Ideas are like rabbits. You get a couple and learn how to handle them, and pretty soon you have a dozen. ~ John Steinbeck
Entrepreneurs are starters; we love to begin something new! We also see opportunities that others don’t see. So as we live our lives we are always coming up with new ways of doing things, new ideas that need to be pursued, new opportunities.
How many times have you come back to your office, all excited by a new idea; you share it with your team and they grimace. They aren’t excited, to them it looks like work – and besides – what happened to the last 40 great ideas you came running in the office with?
Ouch! That stings.
Opportunity is missed by most people because it is dressed in overalls and looks like work. ~Anon.
So what do we do with all the ideas we have that we can’t execute on? Should they go in a big dustbin? Are they diamonds in the rough, or energy sapping distractions?
The hard answer is that taken together they are likely some of each, I’m sure there’s a lot of distractions and some duds mixed in with some that are great ideas. Even if it is a “great” idea there’s still the question of whether it’s an idea that’s good for you to pursue, or better for someone else.
A goal without a plan is a wish ~ Antoine de Saint-Exupery
Write it down
Ideas in our head are worthless. Ideas in our head are distractions. You can’t evaluate, plan or act on ideas in your head. If you have an idea that you think is worth pursuing write it down. (Heck, there’s a lot of folks who tell you to write down every idea.) Write down the opportunity you see, what’s the problem, what’s the potential solution, who is this going to help and what it might be worth to that person. This is a “brief” and it’s helpful to have a consistent format for recording these things (it makes it easier to compare them later).
Once you have it written down look for what could go wrong, where is the most risky assumption that you’ve made, where’s the thing you understand the least, where is it all going to fall apart? Is there someone you could talk to who could clear that up? Is there an experiment you could make to qualify that risk? Jot down the simplest things you could do, without help from your team, to qualify this opportunity. But don’t run off an do it yet!
At this point you might be getting pretty excited, you’ve got the beginnings of a plan here, there’s actions to take, you are ready go GO! But there’s two more things that you need to do.
Is this for you to do?
If you are reading this you likely already own a business, so the first question to ask is how will this idea help your current business or current customers. Many times new ideas come when we are frustrated with a lack of progress on the “big thing” we’re already working on and the temptation is to start something new because it’s exciting and we haven’t found all the hard work and problems we’re experiencing in our current business. This is a trap. The key to creating value is to finish things, and the boring slog in the middle is where most of the value is created. Buckle down with your team and get that hard work done.
But that doesn’t mean you need to stop innovating, if the idea you have is relevant to your core business you can keep it in a file, or spend a little side energy on those experiments to vet the idea. Just don’t go hog wild and drive your team nuts.
If the idea that you came up with isn’t related to your core business, that’s fine, who’s business is it related to? Could you give it away to them, or let them run with it and get involved at a later stage?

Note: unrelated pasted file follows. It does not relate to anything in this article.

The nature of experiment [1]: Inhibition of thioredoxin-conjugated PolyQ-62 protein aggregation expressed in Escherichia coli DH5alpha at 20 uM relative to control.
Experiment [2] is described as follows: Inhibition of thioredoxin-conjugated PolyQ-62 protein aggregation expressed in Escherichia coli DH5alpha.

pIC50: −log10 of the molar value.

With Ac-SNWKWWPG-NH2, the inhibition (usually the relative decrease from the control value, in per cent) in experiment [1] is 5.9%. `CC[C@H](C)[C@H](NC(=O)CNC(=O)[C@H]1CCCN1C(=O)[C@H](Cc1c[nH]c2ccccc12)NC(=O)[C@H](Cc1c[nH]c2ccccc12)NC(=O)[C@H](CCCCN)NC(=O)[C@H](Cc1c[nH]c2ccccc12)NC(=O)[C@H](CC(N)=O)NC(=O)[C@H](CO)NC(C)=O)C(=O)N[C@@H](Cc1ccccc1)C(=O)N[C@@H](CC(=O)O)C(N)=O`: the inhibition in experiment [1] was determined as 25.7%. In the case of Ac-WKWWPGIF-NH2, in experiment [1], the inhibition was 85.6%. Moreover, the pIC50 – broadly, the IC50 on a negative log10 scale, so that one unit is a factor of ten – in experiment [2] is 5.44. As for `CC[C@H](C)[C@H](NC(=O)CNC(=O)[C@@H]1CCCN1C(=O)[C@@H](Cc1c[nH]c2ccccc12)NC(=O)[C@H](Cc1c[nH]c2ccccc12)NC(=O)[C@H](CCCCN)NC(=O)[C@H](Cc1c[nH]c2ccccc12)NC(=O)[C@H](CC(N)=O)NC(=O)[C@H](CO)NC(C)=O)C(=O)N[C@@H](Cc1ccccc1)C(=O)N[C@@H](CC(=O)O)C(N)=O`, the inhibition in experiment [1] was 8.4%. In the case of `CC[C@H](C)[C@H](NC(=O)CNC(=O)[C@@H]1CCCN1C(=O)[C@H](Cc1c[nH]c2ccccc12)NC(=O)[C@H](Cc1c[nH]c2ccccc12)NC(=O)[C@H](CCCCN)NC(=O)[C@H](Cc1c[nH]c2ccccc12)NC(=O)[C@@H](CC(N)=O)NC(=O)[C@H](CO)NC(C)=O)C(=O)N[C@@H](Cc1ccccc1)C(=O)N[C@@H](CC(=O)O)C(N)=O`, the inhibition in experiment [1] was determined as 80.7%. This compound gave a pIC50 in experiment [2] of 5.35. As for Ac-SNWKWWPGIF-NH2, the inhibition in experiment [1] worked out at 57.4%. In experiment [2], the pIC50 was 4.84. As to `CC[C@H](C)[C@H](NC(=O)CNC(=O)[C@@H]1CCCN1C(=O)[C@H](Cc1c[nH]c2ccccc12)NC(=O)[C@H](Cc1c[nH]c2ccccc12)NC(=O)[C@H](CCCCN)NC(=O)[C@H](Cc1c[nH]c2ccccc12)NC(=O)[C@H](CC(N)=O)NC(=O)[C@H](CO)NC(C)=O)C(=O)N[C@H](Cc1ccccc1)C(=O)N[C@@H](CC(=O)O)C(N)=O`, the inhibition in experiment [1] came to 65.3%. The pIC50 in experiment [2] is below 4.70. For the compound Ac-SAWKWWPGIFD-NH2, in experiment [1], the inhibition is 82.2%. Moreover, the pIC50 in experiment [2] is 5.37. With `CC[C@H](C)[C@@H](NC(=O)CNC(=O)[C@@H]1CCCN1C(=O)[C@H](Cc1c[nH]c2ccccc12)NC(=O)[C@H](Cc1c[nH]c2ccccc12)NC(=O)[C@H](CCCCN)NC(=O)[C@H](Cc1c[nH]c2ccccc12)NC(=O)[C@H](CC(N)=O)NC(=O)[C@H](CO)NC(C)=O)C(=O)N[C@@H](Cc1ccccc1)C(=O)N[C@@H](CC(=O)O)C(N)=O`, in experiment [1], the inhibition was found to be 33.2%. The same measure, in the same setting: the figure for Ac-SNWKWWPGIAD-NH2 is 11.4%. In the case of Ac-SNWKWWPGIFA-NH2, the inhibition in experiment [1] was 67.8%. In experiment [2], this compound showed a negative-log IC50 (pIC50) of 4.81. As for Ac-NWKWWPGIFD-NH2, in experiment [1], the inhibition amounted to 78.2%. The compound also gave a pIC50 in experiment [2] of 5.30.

Let them fight
Even once you’ve culled the list to just those that help your current business and customers you might still have too many to execute on, most of us do. That’s OK, you don’t have to act on every idea right away, keep a list or a folder with all the briefs. Think of this as a parking lot where you can have a “cooling off period”. Once you’ve had an idea sitting there a couple of weeks go back to it, how does it sound now? How does it compare with all the others in that folder?
You might have time for one side project at a time. (That’s what these ideas are right?) Pick the one with the biggest upside and the easiest things to test. Go ahead, run some experiments, call some folks who can help you answer your questions. But this isn’t a 10 hours a day pursuit, it’s a side-hustle. You’ve got a business, remember?
You may spend a month on one idea and it doesn’t pan out. Great, you are free from it! Write down what didn’t work about it and archive that file, then look at your list and pick another one. The key here is to have the discipline to work on just one, and not let it interfere with the gig that’s paying the bills (no matter how boring it’s gotten).
After some time you might have an idea that’s starting to look promising. You’ve tried some experiments and found the right market. You’ve cleared the biggest technical hurdles, you’re really starting to see that this could work. Is it ready to share with your key team members? Pause and take a look at it from their perspective. Ignoring their complaints about how hard they are working, what holes are they likely to try to poke in it. Can you see them getting excited? If so then maybe it’s ready (but maybe give it a few days to let the excitement die down).
When you present it don’t over sell it. This is an idea that you’ve been working on and you want their feedback. Lay out the problem and how your idea can solve it, how it benefits your core client and how it could make your company money. Listen to their feedback and don’t get defensive. Remember, you are the boss, they don’t want to tell you “no”, and they want the business to succeed. Listen carefully.
If they are open, then plan with them about how to continue working on the project (without derailing the business you have).